It is often the most self-critical people that are the most judgmental. Read that again. Let it sink in. I am HYPER critical of myself. Pretty much anyone that lands at an ivy-league is. And pretty much a large majority of those people are also medicated for depression and anxiety. I’ve seen it.
Well folks, here is the thing… if we are that hard on ourselves, just think about how hard we potentially could be on others. I’m learning to really think about my actions and feelings and understand where they are coming from. I need to EASE up sometimes. So ya see, outside of work I am a messy-haired, vintage t-shirt wearing, cursing, authentic, loyal as fuck wife/mom. But at work, I am a put together human who is surrounded by PhDs. It almost makes me a little neurotic.
But wait…where are you going with this Clarissa?!
I guess I just want to say [type] that if I have come off as hyper-critical of you or someone else…I am so sorry! In reality, it was probably the hyper-critical voice in my head, that I hear, on the daily correcting my errors, projected outward.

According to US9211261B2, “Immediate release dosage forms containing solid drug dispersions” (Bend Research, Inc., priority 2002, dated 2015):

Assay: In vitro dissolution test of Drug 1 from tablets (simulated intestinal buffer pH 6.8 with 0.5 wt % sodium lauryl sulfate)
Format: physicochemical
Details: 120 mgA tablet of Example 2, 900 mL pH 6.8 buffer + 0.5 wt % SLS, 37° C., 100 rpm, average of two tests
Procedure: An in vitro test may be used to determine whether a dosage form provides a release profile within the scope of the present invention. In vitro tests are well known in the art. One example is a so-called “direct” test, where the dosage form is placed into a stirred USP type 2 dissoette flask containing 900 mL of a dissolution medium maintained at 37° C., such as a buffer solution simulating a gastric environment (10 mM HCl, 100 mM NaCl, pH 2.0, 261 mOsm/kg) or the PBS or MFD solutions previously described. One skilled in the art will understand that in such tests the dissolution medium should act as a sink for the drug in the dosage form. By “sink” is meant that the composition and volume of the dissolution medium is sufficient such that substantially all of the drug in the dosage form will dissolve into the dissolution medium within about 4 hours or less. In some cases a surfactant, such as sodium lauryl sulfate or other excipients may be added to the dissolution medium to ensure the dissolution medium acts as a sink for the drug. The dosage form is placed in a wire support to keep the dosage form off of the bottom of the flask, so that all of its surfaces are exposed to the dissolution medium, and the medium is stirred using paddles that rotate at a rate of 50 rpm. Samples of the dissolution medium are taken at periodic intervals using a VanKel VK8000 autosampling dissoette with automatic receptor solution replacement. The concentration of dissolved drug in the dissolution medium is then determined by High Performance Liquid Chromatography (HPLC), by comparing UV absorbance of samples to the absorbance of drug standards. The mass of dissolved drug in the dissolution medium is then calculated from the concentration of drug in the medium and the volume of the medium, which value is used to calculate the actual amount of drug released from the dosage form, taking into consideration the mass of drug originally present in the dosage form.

2. Keto works.
I’ve lost 11 lbs. and I am very close to my pre-pregnancy weight. Some people hate on keto, and that’s fine. They immediately discuss how unhealthy it is. But you know what else is unhealthy?
Staring at our cellphones.
Even worse, staring at our cell phones in the presence of our loved ones.
Eating fast food.
Added pressure on bones that you are trying to heal.
Catch my drift? This is working for me. My lifestyle is like 80% sedentary right now. If I want to eat under 20 net carbs a day, let me.
If I want to intermittent fast let me. And let me tell you IF (intermittent fasting) is not just about losing weight. For me, the added bonus of mental clarity is rewarding. There is a reason why some of my favorite minds fasted. There is high that comes with it, that I happen to enjoy.
Also, the confidence boost of losing a little weight. It’s incredible, just ask my husband!
3. Boundaries are important.